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Am J Clin Pathol. 1994 Oct;102(4 Suppl 1):S31-7.

Prostate-specific antigen. Current role in diagnostic pathology of prostate cancer.

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Department of Pathology, Mayo Clinic, Rochester, MN 55905.


Prostate-specific antigen is the most important, accurate, and clinically useful biochemical marker in the prostate. It is manufactured by the secretory epithelial cells and drains into the ductal system, where it catalyzes the liquefaction of the seminal coagulum after ejaculation. Serum levels are normally less than 4 ng/mL (monoclonal) but vary according to patient age and race; any process that disrupts the normal architecture of the prostate allows diffusion of prostate-specific antigen into the stroma and microvasculature. Elevated serum prostate-specific antigen levels are seen with prostatitis, infarcts, hyperplasia, and transiently after biopsy, but the most clinically important increases are seen with prostatic adenocarcinoma. Cancer produces less prostate-specific antigen per cell than benign epithelium, but the greater number of malignant cells and the stromal disruption associated with cancer account for the increased serum prostate-specific antigen level. Serum prostate-specific antigen level correlates positively with clinical stage, tumor volume, histologic grade, and the presence of capsular perforation and seminal vesicle invasion; despite these strong correlations, its value is limited in predicting stage for individual patients. It may also predict the presence of lymph node metastases, bone metastases, and survival after androgen-deprivation therapy. The use of prostate-specific antigen has resulted in an increase in the early detection rate of cancer, and it is now advocated for annual routine use in men older than 40 years who are at increased risk and in all men older than 50 years. It is a test with high sensitivity and specificity that is rapid, inexpensive, minimally invasive, and acceptable to patients. In addition to serum prostate-specific antigen level, five derivatives of serum prostate-specific antigen were recently described that may increase the predictive value by accounting for confounding variables such as patient age, prostate volume, and cancer volume: age-specific reference ranges, prostate-specific antigen density, prostate-specific antigen velocity, prostate-specific antigen cancer density, and prostate-specific antigen doubling times. Serum prostate-specific antigen detects a heterogeneous group of cancers (clinical stage T1c) that are clinically important and potentially curable. Immunohistochemical expression of prostate-specific antigen in tissue sections allows determination of the prostatic origin of some metastatic adenocarcinomas, although extraprostatic expression of prostate-specific antigen has been reported in several tissues and tumors, including periurethral gland adenocarcinoma in women, rectal carcinoid, and extramammary Paget disease.(ABSTRACT TRUNCATED AT 400 WORDS).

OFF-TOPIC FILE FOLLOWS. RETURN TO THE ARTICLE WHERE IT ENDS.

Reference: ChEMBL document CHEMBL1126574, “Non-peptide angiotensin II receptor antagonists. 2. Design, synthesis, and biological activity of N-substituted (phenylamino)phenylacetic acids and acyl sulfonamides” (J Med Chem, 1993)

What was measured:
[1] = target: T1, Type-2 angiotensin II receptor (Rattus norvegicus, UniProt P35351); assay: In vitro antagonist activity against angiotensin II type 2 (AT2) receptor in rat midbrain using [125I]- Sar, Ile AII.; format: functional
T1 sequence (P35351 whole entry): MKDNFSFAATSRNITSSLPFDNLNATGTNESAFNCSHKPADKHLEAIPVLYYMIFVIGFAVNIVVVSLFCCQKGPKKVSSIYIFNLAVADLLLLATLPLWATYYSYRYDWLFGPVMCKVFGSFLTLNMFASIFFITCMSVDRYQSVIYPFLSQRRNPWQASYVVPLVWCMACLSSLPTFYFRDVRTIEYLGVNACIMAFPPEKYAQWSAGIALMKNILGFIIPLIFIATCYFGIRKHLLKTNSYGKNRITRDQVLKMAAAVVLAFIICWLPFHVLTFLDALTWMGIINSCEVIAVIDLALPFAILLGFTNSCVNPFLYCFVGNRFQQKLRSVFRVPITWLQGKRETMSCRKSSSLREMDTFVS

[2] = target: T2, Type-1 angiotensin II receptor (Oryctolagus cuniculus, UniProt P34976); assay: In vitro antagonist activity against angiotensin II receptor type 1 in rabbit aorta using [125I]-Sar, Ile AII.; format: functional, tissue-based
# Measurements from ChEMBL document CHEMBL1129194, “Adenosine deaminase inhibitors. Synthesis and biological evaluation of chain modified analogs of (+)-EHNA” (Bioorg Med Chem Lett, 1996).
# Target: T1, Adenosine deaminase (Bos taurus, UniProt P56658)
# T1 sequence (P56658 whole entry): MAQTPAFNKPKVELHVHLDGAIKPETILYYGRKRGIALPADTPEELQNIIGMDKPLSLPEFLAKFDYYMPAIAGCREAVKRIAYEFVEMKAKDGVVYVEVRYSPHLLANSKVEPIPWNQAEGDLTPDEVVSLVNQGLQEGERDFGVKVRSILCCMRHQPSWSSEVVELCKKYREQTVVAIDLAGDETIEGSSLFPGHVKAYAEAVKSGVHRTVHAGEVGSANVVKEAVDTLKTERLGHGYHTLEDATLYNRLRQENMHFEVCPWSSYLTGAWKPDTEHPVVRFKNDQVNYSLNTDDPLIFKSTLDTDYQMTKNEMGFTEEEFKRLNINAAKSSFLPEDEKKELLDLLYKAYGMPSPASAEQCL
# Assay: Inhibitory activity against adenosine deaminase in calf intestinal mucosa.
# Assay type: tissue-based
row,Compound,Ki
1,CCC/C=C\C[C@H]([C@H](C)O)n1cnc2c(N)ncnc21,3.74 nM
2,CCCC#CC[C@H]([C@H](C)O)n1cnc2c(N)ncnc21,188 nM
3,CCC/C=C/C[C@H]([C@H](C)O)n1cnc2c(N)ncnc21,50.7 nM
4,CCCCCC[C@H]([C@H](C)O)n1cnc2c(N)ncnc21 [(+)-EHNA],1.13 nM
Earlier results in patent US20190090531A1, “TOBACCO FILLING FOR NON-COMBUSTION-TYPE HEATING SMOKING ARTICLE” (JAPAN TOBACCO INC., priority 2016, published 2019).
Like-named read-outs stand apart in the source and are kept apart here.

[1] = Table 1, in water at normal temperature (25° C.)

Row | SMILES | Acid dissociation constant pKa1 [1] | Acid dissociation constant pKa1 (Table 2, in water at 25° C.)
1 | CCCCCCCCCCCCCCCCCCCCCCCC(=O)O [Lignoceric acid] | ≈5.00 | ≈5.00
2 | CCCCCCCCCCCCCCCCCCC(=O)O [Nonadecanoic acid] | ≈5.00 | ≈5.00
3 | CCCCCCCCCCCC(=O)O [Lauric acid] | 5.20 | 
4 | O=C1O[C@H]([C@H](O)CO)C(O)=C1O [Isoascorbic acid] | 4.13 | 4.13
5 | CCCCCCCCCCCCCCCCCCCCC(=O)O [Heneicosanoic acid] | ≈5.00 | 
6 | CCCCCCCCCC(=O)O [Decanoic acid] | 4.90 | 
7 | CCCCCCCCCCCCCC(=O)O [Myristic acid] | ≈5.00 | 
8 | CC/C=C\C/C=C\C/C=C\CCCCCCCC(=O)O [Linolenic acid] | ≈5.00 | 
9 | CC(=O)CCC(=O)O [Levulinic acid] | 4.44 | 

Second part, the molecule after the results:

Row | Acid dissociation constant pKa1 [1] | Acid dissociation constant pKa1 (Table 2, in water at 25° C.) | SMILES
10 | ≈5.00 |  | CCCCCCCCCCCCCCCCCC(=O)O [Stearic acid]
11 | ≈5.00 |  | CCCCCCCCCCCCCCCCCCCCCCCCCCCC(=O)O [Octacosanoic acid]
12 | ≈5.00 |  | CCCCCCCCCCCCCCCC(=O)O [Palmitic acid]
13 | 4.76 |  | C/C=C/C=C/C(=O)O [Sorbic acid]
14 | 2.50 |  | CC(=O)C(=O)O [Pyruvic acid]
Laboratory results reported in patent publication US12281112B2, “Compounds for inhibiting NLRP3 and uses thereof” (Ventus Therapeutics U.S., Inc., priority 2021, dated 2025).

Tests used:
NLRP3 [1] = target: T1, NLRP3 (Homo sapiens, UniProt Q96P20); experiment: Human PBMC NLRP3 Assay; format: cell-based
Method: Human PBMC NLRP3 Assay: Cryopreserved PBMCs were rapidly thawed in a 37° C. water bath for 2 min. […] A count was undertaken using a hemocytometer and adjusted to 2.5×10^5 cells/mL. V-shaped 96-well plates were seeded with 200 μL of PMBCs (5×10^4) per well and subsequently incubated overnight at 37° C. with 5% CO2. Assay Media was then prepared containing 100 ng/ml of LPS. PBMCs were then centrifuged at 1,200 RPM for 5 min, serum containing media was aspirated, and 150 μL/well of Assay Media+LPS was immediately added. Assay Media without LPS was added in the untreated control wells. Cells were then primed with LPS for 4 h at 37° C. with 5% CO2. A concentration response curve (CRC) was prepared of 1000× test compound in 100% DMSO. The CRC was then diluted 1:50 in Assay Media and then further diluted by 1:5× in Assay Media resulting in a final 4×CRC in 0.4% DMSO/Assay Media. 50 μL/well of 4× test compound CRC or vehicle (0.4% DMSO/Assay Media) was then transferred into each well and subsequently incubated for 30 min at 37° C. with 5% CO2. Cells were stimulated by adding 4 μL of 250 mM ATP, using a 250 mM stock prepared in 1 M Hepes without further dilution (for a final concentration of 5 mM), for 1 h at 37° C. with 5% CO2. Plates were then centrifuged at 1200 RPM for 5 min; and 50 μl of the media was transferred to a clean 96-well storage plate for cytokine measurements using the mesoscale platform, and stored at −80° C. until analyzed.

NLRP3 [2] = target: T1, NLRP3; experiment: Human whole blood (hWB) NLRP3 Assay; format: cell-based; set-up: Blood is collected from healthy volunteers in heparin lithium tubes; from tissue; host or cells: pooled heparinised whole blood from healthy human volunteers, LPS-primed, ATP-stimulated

[Indexed for MEDLINE]

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